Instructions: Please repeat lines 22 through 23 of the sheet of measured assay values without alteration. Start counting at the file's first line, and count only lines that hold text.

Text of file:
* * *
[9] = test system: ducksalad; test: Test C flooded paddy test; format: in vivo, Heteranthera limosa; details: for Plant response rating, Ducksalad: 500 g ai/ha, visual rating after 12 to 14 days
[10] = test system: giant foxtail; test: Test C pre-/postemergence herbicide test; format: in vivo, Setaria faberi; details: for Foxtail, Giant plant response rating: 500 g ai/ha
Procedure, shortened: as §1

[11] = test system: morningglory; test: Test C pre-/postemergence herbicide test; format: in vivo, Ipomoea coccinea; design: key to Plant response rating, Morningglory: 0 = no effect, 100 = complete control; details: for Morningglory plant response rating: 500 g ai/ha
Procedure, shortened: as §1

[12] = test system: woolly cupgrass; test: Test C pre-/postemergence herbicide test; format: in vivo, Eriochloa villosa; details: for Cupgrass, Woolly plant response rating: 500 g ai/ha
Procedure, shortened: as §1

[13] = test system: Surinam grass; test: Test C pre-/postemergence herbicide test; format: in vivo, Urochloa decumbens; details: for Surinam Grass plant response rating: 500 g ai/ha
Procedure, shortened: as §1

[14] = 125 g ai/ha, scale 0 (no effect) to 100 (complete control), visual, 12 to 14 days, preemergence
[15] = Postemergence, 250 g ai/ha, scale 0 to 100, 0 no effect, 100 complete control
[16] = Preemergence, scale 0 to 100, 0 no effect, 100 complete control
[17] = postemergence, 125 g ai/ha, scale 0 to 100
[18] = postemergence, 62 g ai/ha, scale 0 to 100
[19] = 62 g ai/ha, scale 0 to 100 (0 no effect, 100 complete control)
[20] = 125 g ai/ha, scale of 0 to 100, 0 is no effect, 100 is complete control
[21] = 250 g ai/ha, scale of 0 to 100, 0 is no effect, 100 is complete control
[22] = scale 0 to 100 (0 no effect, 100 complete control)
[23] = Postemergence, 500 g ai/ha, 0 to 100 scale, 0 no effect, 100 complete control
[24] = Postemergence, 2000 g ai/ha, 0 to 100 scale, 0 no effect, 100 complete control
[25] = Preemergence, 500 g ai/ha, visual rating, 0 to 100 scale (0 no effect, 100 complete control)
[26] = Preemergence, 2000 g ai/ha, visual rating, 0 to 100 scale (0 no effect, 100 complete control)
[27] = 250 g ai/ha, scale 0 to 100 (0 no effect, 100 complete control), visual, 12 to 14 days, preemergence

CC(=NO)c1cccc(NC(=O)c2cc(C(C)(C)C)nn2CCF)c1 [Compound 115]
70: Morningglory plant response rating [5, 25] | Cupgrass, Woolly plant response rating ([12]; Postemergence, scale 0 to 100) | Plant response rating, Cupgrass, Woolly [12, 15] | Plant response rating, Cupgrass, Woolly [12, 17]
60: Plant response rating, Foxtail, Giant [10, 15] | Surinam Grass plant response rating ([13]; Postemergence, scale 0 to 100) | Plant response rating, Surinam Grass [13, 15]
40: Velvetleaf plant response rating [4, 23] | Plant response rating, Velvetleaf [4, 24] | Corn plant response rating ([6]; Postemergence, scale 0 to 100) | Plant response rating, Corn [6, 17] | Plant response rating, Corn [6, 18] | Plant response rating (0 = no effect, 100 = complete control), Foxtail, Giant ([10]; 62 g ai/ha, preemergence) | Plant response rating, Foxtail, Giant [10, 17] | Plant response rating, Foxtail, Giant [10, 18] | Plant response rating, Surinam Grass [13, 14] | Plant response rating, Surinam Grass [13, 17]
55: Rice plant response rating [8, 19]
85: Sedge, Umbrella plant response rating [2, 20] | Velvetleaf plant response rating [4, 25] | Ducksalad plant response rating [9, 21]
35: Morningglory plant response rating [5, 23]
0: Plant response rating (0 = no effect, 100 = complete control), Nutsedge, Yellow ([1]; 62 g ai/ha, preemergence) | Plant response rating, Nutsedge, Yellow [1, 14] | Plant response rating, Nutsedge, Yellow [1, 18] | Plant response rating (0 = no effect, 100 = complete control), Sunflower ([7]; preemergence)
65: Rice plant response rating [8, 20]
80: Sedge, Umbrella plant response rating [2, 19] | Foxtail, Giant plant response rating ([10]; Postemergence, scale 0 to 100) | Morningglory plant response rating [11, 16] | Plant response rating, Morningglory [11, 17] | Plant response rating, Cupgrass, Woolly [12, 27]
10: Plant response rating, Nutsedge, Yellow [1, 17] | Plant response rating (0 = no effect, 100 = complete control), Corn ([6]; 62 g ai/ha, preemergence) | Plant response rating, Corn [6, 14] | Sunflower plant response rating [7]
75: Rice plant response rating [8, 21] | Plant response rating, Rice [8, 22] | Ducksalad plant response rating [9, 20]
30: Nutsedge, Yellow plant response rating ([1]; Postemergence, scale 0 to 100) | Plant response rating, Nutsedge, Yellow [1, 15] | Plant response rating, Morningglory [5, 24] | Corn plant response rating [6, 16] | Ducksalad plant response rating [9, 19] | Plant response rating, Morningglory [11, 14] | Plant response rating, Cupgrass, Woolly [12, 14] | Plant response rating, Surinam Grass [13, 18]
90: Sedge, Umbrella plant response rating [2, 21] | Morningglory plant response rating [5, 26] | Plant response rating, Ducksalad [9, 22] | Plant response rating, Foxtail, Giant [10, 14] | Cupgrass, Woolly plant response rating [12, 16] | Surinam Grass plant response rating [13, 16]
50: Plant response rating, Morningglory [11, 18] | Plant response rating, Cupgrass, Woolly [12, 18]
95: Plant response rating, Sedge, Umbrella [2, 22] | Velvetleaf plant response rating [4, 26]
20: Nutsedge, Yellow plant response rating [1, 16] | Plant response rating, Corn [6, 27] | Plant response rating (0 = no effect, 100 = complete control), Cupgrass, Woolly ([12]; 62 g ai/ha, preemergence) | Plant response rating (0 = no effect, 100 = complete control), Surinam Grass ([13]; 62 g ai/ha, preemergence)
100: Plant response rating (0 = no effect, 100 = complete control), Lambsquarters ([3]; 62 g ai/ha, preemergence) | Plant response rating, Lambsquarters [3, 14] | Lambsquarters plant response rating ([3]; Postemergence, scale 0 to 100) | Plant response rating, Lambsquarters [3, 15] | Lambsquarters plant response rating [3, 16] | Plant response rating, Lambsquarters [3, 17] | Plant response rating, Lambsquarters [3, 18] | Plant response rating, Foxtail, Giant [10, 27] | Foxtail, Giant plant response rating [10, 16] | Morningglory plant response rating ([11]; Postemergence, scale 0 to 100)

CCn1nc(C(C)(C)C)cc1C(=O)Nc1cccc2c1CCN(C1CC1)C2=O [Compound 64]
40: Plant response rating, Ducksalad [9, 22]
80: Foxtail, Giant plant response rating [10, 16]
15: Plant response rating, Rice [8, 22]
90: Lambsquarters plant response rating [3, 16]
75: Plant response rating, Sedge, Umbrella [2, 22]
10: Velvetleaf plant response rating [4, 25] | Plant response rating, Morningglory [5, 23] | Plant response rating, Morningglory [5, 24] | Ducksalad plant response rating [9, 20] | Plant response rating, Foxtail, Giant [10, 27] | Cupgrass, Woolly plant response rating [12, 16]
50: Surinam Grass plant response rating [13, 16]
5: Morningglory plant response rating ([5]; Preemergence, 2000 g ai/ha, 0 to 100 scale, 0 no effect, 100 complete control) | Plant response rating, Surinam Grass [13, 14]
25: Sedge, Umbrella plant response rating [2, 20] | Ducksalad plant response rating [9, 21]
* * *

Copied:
[26] = Preemergence, 2000 g ai/ha, visual rating, 0 to 100 scale (0 no effect, 100 complete control)
[27] = 250 g ai/ha, scale 0 to 100 (0 no effect, 100 complete control), visual, 12 to 14 days, preemergence